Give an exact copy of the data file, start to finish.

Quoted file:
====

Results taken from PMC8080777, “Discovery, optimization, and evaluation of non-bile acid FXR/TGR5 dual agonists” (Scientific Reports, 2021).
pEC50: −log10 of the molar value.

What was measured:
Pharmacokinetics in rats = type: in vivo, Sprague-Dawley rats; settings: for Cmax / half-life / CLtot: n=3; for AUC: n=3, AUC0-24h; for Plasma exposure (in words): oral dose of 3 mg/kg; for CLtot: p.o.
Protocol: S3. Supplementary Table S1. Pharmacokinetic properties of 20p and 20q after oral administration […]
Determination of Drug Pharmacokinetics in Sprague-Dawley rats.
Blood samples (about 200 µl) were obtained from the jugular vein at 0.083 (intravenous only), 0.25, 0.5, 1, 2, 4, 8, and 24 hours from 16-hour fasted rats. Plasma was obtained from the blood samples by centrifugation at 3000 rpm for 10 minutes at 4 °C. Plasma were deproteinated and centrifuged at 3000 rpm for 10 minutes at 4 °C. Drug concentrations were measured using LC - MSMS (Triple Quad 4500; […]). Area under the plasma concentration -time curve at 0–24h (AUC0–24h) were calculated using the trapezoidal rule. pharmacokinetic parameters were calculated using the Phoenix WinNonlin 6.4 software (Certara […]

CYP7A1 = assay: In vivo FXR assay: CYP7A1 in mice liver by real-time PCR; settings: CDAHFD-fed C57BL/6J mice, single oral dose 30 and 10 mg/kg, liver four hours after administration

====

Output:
Results taken from PMC8080777, “Discovery, optimization, and evaluation of non-bile acid FXR/TGR5 dual agonists” (Scientific Reports, 2021).
pEC50: −log10 of the molar value.

What was measured:
Pharmacokinetics in rats = type: in vivo, Sprague-Dawley rats; settings: for Cmax / half-life / CLtot: n=3; for AUC: n=3, AUC0-24h; for Plasma exposure (in words): oral dose of 3 mg/kg; for CLtot: p.o.
Protocol: S3. Supplementary Table S1. Pharmacokinetic properties of 20p and 20q after oral administration […]
Determination of Drug Pharmacokinetics in Sprague-Dawley rats.
Blood samples (about 200 µl) were obtained from the jugular vein at 0.083 (intravenous only), 0.25, 0.5, 1, 2, 4, 8, and 24 hours from 16-hour fasted rats. Plasma was obtained from the blood samples by centrifugation at 3000 rpm for 10 minutes at 4 °C. Plasma were deproteinated and centrifuged at 3000 rpm for 10 minutes at 4 °C. Drug concentrations were measured using LC - MSMS (Triple Quad 4500; […]). Area under the plasma concentration -time curve at 0–24h (AUC0–24h) were calculated using the trapezoidal rule. pharmacokinetic parameters were calculated using the Phoenix WinNonlin 6.4 software (Certara […]

CYP7A1 = assay: In vivo FXR assay: CYP7A1 in mice liver by real-time PCR; settings: CDAHFD-fed C57BL/6J mice, single oral dose 30 and 10 mg/kg, liver four hours after administration